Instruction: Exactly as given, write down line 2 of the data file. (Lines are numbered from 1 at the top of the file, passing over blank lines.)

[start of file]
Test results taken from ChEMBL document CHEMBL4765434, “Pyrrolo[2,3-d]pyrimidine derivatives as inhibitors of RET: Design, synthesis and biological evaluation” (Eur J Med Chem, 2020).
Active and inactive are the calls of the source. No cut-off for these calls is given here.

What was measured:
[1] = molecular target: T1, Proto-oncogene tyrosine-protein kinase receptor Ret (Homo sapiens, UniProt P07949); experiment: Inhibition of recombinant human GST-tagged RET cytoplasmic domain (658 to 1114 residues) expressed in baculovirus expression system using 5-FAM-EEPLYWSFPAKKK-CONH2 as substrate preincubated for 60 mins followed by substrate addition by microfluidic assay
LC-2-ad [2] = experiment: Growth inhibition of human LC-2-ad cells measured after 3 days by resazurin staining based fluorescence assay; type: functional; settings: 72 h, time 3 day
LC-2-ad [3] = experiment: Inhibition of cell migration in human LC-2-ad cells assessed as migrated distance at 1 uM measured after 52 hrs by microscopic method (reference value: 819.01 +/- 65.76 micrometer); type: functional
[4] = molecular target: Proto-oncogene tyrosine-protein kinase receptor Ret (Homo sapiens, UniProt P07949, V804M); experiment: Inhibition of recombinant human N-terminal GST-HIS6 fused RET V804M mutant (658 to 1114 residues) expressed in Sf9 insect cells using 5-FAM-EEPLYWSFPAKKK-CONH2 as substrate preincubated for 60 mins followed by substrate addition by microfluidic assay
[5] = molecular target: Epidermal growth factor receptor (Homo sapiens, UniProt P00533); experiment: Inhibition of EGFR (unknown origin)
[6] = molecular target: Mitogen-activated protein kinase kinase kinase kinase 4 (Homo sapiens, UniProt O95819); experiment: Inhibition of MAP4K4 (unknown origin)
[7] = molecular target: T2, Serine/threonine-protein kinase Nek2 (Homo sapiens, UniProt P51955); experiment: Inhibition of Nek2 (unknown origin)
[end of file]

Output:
Active and inactive are the calls of the source. No cut-off for these calls is given here.